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Couple of new refs I don't think have been posted yet:

UI  - UY950
AU  - Motani R
AU  - You H
AU  - McGowan C
TI  - Eel-like swimming in the earliest ichthyosaurs.
LA  - English
RF  - Article
AD  - Motani R, Univ Toronto, Dept Zool, 25 Harbord St, Toronto, 
      ON M5S 1A1, CANADA
AB  - ICHTHYOSAURS are extinct marine reptiles, probably 
      belonging to the Diapsida(1), that ranged from the Early 
      Triassic to Late Cretaceous(2,3). Post-Triassic 
      ichthyosaurs achieved the highest level of aquatic 
      adaptation among reptiles(4), with a streamlined body, 
      lunate tail and a dorsal fin, features exemplified today 
      by thunniform (tuna-like) fishes. However, little is known 
      of how such a body plan evolved from a terrestrial 
      diapsid. Here we report the most complete specimen of the 
      oldest known ichthyosaur, Chensaurus, representing a 
      transition between the two body plans. The specimen, which 
      has a partial skin impression, has a small caudal fin, a 
      long and narrow body, and a high presacral vertebral 
      count. These features all suggest an anguilliform swimming 
      mode. Later ichthyosaurs retained the high vertebral 
      count, but overcame the high swimming costs of this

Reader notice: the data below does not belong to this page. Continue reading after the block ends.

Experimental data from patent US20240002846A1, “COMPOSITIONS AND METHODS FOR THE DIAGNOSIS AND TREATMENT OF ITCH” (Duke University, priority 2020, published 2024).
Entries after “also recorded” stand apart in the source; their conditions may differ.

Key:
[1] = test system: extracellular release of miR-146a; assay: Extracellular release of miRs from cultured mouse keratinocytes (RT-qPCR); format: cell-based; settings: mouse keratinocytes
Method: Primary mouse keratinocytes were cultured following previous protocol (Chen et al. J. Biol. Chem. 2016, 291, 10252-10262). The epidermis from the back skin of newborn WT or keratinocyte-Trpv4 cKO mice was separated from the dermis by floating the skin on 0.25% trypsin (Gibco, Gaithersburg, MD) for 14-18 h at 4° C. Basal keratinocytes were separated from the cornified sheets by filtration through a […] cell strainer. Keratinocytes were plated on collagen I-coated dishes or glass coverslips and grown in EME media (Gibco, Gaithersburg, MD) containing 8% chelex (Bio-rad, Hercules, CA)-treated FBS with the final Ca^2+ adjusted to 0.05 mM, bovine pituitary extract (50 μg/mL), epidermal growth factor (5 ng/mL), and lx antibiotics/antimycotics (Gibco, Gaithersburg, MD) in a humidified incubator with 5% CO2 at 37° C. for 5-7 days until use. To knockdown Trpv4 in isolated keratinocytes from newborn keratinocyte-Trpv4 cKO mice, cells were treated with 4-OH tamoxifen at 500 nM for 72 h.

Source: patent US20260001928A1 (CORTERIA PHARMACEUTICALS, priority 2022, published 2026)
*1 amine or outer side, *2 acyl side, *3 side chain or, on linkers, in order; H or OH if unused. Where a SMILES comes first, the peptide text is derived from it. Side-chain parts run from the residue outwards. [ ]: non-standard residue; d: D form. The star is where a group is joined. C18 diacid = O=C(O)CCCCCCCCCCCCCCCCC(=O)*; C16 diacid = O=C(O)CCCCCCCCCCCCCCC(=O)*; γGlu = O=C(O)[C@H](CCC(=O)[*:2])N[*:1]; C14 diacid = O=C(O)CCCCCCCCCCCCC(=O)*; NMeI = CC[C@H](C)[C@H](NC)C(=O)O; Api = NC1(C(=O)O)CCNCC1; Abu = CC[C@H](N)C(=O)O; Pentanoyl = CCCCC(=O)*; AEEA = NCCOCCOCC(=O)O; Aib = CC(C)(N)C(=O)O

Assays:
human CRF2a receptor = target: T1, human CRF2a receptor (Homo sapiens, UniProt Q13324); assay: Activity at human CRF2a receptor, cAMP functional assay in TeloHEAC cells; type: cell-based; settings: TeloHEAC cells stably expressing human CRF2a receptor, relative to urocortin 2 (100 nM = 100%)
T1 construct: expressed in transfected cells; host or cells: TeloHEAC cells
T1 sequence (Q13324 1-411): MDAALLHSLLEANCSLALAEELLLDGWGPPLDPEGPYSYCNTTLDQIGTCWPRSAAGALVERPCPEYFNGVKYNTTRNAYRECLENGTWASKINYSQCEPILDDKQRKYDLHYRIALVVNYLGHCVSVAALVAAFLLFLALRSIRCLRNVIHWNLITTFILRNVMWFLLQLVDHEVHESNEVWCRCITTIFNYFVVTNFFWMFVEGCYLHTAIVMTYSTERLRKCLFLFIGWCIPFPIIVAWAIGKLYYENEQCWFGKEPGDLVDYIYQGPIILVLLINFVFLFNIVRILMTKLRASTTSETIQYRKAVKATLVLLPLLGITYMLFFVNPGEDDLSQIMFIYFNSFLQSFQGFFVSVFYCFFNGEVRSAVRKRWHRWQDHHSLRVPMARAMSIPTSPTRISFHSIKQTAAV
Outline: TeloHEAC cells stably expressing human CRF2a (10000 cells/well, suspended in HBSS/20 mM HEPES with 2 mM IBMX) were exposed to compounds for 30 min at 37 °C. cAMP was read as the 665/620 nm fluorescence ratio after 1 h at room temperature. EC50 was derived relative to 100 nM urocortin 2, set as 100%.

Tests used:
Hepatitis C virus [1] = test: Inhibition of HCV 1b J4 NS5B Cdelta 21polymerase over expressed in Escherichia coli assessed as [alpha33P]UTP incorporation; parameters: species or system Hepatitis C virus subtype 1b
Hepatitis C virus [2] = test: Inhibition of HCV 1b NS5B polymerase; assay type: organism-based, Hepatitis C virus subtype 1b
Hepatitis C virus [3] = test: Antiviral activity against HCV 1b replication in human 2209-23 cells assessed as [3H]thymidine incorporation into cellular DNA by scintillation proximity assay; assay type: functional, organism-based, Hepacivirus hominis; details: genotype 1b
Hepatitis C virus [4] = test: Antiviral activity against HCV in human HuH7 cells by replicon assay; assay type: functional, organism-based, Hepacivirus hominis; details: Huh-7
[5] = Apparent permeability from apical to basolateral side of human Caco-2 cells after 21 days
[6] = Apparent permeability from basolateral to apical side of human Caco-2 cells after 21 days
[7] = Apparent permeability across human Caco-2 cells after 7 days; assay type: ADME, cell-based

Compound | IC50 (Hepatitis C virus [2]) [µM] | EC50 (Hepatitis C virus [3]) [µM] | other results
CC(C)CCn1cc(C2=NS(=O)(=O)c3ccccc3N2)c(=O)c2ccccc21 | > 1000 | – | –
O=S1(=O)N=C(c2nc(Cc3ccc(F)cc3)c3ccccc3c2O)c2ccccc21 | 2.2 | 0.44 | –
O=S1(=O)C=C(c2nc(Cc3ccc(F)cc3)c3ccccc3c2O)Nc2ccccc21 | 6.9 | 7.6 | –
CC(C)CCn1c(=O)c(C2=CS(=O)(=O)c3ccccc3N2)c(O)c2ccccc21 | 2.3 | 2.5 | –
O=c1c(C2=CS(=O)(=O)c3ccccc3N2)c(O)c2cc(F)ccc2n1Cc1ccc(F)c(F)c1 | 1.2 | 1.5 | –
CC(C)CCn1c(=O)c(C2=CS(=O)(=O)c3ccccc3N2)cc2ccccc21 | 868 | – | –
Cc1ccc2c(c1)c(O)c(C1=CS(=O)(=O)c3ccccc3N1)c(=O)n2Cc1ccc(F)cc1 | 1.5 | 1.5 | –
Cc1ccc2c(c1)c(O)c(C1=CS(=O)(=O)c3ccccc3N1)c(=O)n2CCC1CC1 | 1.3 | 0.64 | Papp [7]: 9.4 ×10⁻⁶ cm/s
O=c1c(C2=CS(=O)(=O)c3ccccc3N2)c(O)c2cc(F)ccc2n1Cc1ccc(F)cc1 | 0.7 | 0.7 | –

plesiomorphy, achieving a rigid tunniform bauplan by 
      evolving discoidal vertebrae, and a deep fusiform body. 
      Chensaurus therefore seems to be an evolutionary 
      intermediate between the shorter-bodied terrestrial stock 
      from which the group evolved, and advanced thunniform 
SO  - Nature 1996 JUL 25;382(6589):347-348

UI  - UY983
AU  - Knoll AH
AU  - Bambach RK
AU  - Canfield DE
AU  - Grotzinger JP
TI  - Comparative earth history and Late Permian mass 
LA  - English
RF  - Article
AD  - Knoll AH, Harvard Univ, Bot Museum, Cambridge,MA 02138 USA
AB  - The repeated association during the late Neoproterozoic 
      Era of large carbon-isotopic excursions, continental 
      glaciation, and stratigraphically anomalous carbonate 
      precipitation provides a framework for interpreting the 
      reprise of these conditions on the Late Permian Earth. A 
      paleoceanographic model that was developed to explain 
      these stratigraphically linked phenomena suggests that the 
      overturn of anoxic deep oceans during the Late Permian 
      introduced high concentrations of carbon dioxide into 
      surficial environments. The predicted physiological and 
      climatic consequences for marine and terrestrial organisms 
      are in good accord with the observed timing and 
      selectivity of Late Permian mass extinction.
SO  - Science 1996 JUL 26;273(5274):452-457

Graeme Worth
The Dinosaur Encyclopaedia